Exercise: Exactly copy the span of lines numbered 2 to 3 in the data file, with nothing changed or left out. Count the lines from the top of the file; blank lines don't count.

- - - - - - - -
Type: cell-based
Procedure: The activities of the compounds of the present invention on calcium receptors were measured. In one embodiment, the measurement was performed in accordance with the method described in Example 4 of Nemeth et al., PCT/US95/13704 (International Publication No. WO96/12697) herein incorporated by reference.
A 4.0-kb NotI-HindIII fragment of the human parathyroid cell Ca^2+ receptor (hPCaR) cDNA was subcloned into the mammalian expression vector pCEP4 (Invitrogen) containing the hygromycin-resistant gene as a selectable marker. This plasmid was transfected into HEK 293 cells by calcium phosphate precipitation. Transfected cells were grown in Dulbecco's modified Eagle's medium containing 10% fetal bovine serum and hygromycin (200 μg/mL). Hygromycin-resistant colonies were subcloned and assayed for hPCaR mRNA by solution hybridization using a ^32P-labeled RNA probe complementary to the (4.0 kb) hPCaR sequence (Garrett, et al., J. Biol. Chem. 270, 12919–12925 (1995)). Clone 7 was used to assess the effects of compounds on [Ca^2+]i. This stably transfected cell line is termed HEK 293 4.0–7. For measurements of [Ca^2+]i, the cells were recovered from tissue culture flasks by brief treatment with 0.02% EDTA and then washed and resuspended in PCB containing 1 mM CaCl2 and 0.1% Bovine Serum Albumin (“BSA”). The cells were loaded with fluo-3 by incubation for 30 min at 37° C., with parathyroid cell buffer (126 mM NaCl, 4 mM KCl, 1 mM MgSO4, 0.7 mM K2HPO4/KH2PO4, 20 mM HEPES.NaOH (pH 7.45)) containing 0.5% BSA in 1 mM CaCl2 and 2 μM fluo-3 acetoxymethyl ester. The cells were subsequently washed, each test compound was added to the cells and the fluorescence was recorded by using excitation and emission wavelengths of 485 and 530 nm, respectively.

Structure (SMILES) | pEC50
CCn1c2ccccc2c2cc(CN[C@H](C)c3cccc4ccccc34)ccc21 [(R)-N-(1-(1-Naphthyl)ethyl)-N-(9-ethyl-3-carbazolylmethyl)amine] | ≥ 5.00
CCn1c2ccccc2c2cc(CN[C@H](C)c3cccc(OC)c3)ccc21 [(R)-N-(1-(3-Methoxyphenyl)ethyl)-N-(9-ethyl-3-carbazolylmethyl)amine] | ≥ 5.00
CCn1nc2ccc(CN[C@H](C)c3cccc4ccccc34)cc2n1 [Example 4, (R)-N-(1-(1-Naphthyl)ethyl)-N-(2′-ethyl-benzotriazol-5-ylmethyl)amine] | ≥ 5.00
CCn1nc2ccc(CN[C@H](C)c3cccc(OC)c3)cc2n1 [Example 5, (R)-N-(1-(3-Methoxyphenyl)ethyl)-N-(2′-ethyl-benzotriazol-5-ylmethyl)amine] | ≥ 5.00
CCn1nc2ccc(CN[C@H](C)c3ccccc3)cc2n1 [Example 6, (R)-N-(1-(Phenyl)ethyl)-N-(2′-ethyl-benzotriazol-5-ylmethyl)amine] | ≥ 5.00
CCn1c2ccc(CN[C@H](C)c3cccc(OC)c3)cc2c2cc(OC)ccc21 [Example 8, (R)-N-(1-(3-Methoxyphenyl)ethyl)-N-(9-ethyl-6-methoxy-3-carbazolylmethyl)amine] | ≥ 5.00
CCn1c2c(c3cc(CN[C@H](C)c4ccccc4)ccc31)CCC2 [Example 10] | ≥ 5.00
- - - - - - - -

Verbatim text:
Procedure: The activities of the compounds of the present invention on calcium receptors were measured. In one embodiment, the measurement was performed in accordance with the method described in Example 4 of Nemeth et al., PCT/US95/13704 (International Publication No. WO96/12697) herein incorporated by reference.
A 4.0-kb NotI-HindIII fragment of the human parathyroid cell Ca^2+ receptor (hPCaR) cDNA was subcloned into the mammalian expression vector pCEP4 (Invitrogen) containing the hygromycin-resistant gene as a selectable marker. This plasmid was transfected into HEK 293 cells by calcium phosphate precipitation. Transfected cells were grown in Dulbecco's modified Eagle's medium containing 10% fetal bovine serum and hygromycin (200 μg/mL). Hygromycin-resistant colonies were subcloned and assayed for hPCaR mRNA by solution hybridization using a ^32P-labeled RNA probe complementary to the (4.0 kb) hPCaR sequence (Garrett, et al., J. Biol. Chem. 270, 12919–12925 (1995)). Clone 7 was used to assess the effects of compounds on [Ca^2+]i. This stably transfected cell line is termed HEK 293 4.0–7. For measurements of [Ca^2+]i, the cells were recovered from tissue culture flasks by brief treatment with 0.02% EDTA and then washed and resuspended in PCB containing 1 mM CaCl2 and 0.1% Bovine Serum Albumin (“BSA”). The cells were loaded with fluo-3 by incubation for 30 min at 37° C., with parathyroid cell buffer (126 mM NaCl, 4 mM KCl, 1 mM MgSO4, 0.7 mM K2HPO4/KH2PO4, 20 mM HEPES.NaOH (pH 7.45)) containing 0.5% BSA in 1 mM CaCl2 and 2 μM fluo-3 acetoxymethyl ester. The cells were subsequently washed, each test compound was added to the cells and the fluorescence was recorded by using excitation and emission wavelengths of 485 and 530 nm, respectively.